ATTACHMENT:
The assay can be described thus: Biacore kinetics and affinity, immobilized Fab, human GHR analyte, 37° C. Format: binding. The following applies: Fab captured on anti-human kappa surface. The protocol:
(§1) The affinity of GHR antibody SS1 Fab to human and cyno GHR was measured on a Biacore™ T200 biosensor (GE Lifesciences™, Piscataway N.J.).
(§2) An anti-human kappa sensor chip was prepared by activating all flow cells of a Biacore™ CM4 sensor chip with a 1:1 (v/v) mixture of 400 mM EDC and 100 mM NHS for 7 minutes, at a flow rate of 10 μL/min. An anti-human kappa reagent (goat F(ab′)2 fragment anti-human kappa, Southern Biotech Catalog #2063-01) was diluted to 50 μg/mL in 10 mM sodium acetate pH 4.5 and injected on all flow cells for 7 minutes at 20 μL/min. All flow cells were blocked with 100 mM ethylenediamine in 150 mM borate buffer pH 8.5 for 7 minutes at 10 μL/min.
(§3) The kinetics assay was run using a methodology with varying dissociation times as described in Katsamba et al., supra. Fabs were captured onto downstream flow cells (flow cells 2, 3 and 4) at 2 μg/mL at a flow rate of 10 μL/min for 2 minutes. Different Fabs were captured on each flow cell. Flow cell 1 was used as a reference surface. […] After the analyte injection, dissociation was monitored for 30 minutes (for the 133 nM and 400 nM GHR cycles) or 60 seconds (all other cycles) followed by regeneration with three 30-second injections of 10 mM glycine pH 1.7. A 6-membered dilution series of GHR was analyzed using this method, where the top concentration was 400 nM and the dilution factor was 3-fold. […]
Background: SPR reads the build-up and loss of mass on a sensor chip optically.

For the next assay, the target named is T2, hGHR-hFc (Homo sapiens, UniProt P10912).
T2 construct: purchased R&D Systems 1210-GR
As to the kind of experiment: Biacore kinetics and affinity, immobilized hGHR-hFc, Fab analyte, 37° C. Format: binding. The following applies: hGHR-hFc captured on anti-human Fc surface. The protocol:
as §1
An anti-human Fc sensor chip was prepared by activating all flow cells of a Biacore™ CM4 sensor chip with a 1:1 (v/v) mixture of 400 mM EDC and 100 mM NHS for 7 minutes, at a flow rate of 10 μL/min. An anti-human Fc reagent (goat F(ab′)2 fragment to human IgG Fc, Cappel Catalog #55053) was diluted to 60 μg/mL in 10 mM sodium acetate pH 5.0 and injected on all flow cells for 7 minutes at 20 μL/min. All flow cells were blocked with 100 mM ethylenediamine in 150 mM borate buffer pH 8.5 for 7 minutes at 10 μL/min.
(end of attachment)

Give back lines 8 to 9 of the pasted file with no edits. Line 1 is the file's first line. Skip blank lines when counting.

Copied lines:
As to the kind of experiment: Biacore kinetics and affinity, immobilized hGHR-hFc, Fab analyte, 37° C. Format: binding. The following applies: hGHR-hFc captured on anti-human Fc surface. The protocol:
as §1